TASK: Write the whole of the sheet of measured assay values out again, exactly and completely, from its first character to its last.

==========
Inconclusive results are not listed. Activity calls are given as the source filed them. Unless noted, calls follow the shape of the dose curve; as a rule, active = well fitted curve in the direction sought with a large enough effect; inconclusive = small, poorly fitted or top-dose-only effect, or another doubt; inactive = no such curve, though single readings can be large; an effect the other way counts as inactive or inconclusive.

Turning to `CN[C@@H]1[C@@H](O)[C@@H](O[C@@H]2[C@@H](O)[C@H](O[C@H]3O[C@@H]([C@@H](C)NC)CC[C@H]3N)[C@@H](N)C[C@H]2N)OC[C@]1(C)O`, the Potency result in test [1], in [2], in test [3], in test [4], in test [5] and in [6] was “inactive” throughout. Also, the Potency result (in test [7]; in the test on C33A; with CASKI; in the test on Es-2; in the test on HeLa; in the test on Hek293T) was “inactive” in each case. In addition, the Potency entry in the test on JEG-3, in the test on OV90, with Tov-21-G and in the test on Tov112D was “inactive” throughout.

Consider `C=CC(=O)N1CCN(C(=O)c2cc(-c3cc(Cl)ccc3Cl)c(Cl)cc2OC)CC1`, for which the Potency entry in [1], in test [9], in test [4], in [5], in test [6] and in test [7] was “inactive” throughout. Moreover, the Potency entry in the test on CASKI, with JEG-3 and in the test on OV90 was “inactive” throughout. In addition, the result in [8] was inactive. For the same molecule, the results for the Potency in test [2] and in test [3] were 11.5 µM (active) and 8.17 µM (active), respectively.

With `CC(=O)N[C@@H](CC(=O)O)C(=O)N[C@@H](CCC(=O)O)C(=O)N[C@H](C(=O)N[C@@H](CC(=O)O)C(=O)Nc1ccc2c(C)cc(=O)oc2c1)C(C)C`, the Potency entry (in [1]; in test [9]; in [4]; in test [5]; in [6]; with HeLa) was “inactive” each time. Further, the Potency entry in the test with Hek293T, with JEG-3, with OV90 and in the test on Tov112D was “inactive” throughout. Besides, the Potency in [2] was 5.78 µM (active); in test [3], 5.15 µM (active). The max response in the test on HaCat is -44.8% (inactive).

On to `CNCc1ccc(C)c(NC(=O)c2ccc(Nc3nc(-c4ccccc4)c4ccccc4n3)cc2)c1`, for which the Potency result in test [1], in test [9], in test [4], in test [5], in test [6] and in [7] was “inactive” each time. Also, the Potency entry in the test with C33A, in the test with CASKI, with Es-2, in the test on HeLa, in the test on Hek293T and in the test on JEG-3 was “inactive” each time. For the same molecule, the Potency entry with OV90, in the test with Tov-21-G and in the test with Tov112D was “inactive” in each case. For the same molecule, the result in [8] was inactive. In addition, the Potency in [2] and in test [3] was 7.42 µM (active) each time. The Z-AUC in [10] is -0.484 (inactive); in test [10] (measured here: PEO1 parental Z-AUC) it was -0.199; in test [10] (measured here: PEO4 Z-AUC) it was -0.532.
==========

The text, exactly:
Inconclusive results are not listed. Activity calls are given as the source filed them. Unless noted, calls follow the shape of the dose curve; as a rule, active = well fitted curve in the direction sought with a large enough effect; inconclusive = small, poorly fitted or top-dose-only effect, or another doubt; inactive = no such curve, though single readings can be large; an effect the other way counts as inactive or inconclusive.

Turning to `CN[C@@H]1[C@@H](O)[C@@H](O[C@@H]2[C@@H](O)[C@H](O[C@H]3O[C@@H]([C@@H](C)NC)CC[C@H]3N)[C@@H](N)C[C@H]2N)OC[C@]1(C)O`, the Potency result in test [1], in [2], in test [3], in test [4], in test [5] and in [6] was “inactive” throughout. Also, the Potency result (in test [7]; in the test on C33A; with CASKI; in the test on Es-2; in the test on HeLa; in the test on Hek293T) was “inactive” in each case. In addition, the Potency entry in the test on JEG-3, in the test on OV90, with Tov-21-G and in the test on Tov112D was “inactive” throughout.

Consider `C=CC(=O)N1CCN(C(=O)c2cc(-c3cc(Cl)ccc3Cl)c(Cl)cc2OC)CC1`, for which the Potency entry in [1], in test [9], in test [4], in [5], in test [6] and in test [7] was “inactive” throughout. Moreover, the Potency entry in the test on CASKI, with JEG-3 and in the test on OV90 was “inactive” throughout. In addition, the result in [8] was inactive. For the same molecule, the results for the Potency in test [2] and in test [3] were 11.5 µM (active) and 8.17 µM (active), respectively.

With `CC(=O)N[C@@H](CC(=O)O)C(=O)N[C@@H](CCC(=O)O)C(=O)N[C@H](C(=O)N[C@@H](CC(=O)O)C(=O)Nc1ccc2c(C)cc(=O)oc2c1)C(C)C`, the Potency entry (in [1]; in test [9]; in [4]; in test [5]; in [6]; with HeLa) was “inactive” each time. Further, the Potency entry in the test with Hek293T, with JEG-3, with OV90 and in the test on Tov112D was “inactive” throughout. Besides, the Potency in [2] was 5.78 µM (active); in test [3], 5.15 µM (active). The max response in the test on HaCat is -44.8% (inactive).

On to `CNCc1ccc(C)c(NC(=O)c2ccc(Nc3nc(-c4ccccc4)c4ccccc4n3)cc2)c1`, for which the Potency result in test [1], in test [9], in test [4], in test [5], in test [6] and in [7] was “inactive” each time. Also, the Potency entry in the test with C33A, in the test with CASKI, with Es-2, in the test on HeLa, in the test on Hek293T and in the test on JEG-3 was “inactive” each time. For the same molecule, the Potency entry with OV90, in the test with Tov-21-G and in the test with Tov112D was “inactive” in each case. For the same molecule, the result in [8] was inactive. In addition, the Potency in [2] and in test [3] was 7.42 µM (active) each time. The Z-AUC in [10] is -0.484 (inactive); in test [10] (measured here: PEO1 parental Z-AUC) it was -0.199; in test [10] (measured here: PEO4 Z-AUC) it was -0.532.